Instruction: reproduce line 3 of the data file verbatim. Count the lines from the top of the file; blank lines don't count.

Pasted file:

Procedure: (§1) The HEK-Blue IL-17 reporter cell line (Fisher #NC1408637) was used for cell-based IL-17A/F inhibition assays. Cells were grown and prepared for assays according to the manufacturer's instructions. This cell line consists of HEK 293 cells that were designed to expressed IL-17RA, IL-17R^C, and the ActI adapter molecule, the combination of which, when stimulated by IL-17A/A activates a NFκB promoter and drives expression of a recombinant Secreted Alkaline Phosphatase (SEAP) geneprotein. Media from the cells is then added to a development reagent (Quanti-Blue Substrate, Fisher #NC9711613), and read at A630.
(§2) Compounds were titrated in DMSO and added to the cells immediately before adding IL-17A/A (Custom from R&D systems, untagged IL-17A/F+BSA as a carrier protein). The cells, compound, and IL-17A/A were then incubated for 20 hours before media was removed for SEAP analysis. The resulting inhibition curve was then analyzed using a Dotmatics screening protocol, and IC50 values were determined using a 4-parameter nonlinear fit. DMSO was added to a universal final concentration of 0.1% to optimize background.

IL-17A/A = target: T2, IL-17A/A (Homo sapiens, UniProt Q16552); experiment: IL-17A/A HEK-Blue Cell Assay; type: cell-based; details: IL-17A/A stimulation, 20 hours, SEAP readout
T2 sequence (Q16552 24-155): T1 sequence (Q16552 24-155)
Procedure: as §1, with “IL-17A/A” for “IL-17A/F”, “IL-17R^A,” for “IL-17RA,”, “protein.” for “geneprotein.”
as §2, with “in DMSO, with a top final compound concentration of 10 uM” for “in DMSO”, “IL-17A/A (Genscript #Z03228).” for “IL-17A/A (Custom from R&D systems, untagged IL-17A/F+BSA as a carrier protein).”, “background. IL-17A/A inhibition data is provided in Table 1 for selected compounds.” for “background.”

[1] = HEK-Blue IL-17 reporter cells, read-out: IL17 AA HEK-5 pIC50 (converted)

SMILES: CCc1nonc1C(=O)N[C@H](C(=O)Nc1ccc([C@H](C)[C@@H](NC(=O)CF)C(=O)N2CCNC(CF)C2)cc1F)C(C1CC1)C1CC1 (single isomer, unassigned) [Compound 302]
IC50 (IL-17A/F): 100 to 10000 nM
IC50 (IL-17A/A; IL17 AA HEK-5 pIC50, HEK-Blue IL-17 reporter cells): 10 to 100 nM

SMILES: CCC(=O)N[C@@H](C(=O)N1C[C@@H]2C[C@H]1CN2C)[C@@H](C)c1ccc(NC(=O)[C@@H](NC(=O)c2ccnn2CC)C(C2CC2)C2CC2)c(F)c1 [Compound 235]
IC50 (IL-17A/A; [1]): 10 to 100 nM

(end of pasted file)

IL-17A/A = target: T2, IL-17A/A (Homo sapiens, UniProt Q16552); experiment: IL-17A/A HEK-Blue Cell Assay; type: cell-based; details: IL-17A/A stimulation, 20 hours, SEAP readout